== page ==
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North, South Korea Resume Talks in Bid to Resolve Conflict

SEOUL — Top aides to the leaders of North and South Korea resumed talks on Sunday as they look to ease tensions that brought the peninsula to the brink of armed conflict last week.

The meeting was taking place at the Panmunjom truce village inside the Demilitarised Zone (DMZ), where officials met Saturday afternoon shortly after North Korea's deadline for Seoul to halt anti-Pyongyang propaganda broadcasts or face military action.

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The envoys were discussing how to resolve tensions and improve ties, South Korea's presidential Blue House said in a brief statement. The talks resumed at 3:30 p.m. Seoul time (2.30 a.m. ET).

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"Both sides are under big pressure to get something out of this," said Jeon Young-sun, professor at the Institute of the Humanities for Unification at Konkuk University in Seoul.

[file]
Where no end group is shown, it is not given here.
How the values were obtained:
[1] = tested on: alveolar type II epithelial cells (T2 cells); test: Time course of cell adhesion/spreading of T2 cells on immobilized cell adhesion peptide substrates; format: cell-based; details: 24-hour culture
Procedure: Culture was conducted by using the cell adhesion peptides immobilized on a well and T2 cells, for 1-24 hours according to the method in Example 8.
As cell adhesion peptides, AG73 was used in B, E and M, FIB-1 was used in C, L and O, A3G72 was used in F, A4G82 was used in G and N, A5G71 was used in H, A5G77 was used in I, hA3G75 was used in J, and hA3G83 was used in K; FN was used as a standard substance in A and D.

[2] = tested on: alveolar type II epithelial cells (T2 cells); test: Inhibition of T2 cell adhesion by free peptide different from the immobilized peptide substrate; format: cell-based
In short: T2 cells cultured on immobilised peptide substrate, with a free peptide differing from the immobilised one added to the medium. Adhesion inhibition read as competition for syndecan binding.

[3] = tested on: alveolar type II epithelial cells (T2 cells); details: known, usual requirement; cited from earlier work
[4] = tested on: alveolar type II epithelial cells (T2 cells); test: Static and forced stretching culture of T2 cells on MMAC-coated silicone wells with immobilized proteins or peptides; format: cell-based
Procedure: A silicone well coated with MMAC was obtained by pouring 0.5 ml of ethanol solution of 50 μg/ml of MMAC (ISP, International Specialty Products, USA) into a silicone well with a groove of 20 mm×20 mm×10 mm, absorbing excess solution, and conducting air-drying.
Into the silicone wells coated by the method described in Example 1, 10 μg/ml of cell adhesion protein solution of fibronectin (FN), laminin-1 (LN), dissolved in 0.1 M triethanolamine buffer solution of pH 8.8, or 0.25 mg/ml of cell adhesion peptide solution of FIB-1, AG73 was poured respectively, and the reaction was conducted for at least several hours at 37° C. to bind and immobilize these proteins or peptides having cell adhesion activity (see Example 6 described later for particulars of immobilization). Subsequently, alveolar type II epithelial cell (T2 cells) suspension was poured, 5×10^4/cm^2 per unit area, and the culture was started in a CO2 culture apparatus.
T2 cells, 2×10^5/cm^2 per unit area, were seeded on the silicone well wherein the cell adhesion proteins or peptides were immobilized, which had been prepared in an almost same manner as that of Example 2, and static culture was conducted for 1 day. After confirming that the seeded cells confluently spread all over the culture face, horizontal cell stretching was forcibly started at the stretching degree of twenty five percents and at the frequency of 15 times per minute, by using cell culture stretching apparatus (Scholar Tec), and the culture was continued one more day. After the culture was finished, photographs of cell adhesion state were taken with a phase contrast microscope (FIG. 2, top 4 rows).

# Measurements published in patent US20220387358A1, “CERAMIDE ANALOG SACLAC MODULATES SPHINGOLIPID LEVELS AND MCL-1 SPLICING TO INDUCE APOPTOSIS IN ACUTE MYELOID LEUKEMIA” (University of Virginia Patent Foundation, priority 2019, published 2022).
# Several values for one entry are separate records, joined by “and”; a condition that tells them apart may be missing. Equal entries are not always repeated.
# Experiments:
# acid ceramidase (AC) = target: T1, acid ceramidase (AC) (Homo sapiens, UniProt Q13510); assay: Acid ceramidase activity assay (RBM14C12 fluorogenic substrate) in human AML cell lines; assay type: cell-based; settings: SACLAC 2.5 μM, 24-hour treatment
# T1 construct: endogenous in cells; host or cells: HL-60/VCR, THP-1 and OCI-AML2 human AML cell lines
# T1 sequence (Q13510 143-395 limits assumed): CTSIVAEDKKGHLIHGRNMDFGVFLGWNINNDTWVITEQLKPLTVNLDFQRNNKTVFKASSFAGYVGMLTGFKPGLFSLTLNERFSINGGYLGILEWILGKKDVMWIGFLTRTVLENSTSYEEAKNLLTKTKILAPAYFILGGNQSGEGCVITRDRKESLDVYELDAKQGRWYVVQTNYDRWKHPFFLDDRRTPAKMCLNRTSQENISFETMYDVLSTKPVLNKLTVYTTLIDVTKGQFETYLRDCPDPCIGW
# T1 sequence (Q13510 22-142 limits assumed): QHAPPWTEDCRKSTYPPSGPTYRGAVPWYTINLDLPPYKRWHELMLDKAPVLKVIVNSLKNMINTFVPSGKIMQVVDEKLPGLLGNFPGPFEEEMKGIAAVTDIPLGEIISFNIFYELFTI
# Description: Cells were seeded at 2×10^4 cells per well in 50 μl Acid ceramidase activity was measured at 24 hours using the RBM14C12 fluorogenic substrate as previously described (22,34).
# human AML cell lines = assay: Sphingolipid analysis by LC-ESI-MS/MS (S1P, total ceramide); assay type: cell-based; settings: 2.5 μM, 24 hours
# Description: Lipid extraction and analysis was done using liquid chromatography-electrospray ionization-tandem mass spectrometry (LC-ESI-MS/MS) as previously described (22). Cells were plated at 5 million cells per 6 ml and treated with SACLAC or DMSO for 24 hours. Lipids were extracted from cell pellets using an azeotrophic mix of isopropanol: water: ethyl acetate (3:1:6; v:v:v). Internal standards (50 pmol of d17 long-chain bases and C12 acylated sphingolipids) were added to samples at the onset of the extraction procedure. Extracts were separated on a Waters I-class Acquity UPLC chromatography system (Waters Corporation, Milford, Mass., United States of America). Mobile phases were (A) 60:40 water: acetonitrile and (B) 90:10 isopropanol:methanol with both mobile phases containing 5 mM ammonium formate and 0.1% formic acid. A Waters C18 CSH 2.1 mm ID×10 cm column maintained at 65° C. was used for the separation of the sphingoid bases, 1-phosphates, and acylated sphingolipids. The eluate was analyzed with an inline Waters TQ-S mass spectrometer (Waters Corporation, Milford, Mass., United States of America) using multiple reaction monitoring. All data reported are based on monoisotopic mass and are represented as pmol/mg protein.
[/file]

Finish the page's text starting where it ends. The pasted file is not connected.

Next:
"North Korea wants to stop broadcasts, while South Korea can't do it without achieving anything back."

North Korea and South Korea have remained technically in a state of war since their 1950-53 conflict ended in a truce, not a peace treaty, and inter-Korean relations have been in a deep freeze since the deadly 2010 sinking of a South Korean warship. Pyongyang denied responsibility.

The current tensions began early this month when two South Korean soldiers were wounded by landmines along the border. The North denies laying the mines. Days later, Seoul began its propaganda broadcasts from banks of loudspeakers, including news reports and entertainment from the South, resuming a tactic both sides halted in 2004.

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The crisis escalated on Thursday when the North fired four shells into the South, according to Seoul, which responded with a barrage of 29 artillery rounds. North Korea declared a "quasi-state of war" in front-line areas and made an ultimatum for Seoul to halt its broadcasts.

That deadline passed on Saturday without any reported incidents.

The United Nations, the United States and the North's lone major ally, China, have all called for calm.